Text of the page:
Chestnut vs. Sorrel
   

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Chestnut vs. Sorrel

This is a discussion on Chestnut vs. Sorrel within the Horse Colors and Genetics forums, part of the Horse Breeds, Breeding, and Genetics category
  • Is a sorrel and a chestnut horse the same
  • Timeline photos of a sorrel foal turning into a chestnut

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  • 2 Post By smrobs
  • 2 Post By Allison Finch

 
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    01-20-2012, 12:50 PM
  #1
Foal
Chestnut vs. Sorrel

I was wondering if someone could explain in some detail the difference between a sorrel and a chestnut. I always kinda thought a chestnut was more orangy and a sorrel was more reddish, but I am taking an intro to equine class this semester and the pictures they have for those colors are similar, as are the descriptions!

Sorrel: body is reddish in color with mane and tail of similar color or flaxen. Legs are same color as body

Chestnut: body color is dark or "brownish red."

Is this a chestnut?

Thanks!
     
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    01-20-2012, 12:53 PM
  #2
Foal
Did NOT see the thread below about this Sorry guys!
     
    01-20-2012, 02:50 PM
  #3
Showing
Well, since some people seemed to be getting huffy in that thread about there even being a distinction, another thread is a great place to discuss it.

According to registries like the AQHA and APHA, a "sorrel" is the lighter colors that tend more towards coppery or orangey, like the picture that you posted. They will often have a lighter or flaxen colored mane/tail but not always.

A "chestnut" horse is the darker, richer shade, almost a blood color and darker. They will often have manes/tails that either match their coat color or are a shade or two darker. Some even have manes/tails that appear black and make them look similar to bay horses without black legs. Though there are others that also carry the flaxen mane/tail.




Then there are what's called "liver chestnuts". Their body ranges from a very deep, dark red to what may appear to be black, though they are genetically red. Their manes/tails are commonly dark, matching their body color, though sometimes you'll see one that is a flaxen.




Sometimes, if they are dark enough, the only way to know for sure is to have them tested, but there are usually indicators, even on a very dark one. Their legs will get just a little bit lighter the closer you get to their hooves, plus, they will seem to have a reddish tinge to their "black" coat when they are out in bright sunlight.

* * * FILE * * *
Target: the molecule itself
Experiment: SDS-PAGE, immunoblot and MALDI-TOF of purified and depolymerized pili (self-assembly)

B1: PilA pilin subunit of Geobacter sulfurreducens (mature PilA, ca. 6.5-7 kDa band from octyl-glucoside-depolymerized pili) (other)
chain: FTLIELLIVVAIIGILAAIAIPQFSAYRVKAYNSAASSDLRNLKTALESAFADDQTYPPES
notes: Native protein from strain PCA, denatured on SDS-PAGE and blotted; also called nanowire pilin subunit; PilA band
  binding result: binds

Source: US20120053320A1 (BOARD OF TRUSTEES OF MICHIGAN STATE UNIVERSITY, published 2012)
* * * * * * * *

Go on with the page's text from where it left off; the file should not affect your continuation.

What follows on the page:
Northern and littrella like this.
     
    01-20-2012, 04:44 PM
  #4
Weanling
I give you credit for looking into it and doing more research though. Genetics are very complex.

I took an intro to equine class as well and it's definitely important to look into things more. I learned this when they said the description of a buckskin. It "CANNOT have a dorsal stripe" but they didn't go into any further detail. Like the fact they can appear to have a dorsal stripe but it's just counter shading. I wish they would explain stuff like that.
     
    01-20-2012, 08:24 PM
  #5
Foal
That was very helpful, thank you! Yeah I am hoping they explain more in class. We haven't actually had the lecture on colors yet, I was just looking over the slides that they had posted online for it!
     
    01-21-2012, 02:39 PM
  #6
Banned
There are genetic/environmental issues that can greatly influence the shade of a "red" horse. I have a registered sorrel AQHA more who is a rich red-orange color....most of the time. When I first got her, she was rust-colored, neglected, skinny, and with a diseased and lice-infested hair coat. Six weeks of feed and grooming later, and she was a rich brown chestnut. Since then, she's been red. This is not her in the photos, but she went from this:



To this:



To this:



In the span of a couple of months. That is her in the last photo, and her color has stablized there.

I also go with AQHA's color distinctions. Red-orange is sorrel, yellow-brown is chestnut. Phenotypic differences only at this point, yes, but worth clarifying.
     
    01-21-2012, 03:03 PM
  #7
Super Moderator
In the English world, Chestnut=sorrel. We just have different types of chestnuts. I've never heard a horse referred to as a sorrel in the English rings.
bumble and Celeste like this.
     

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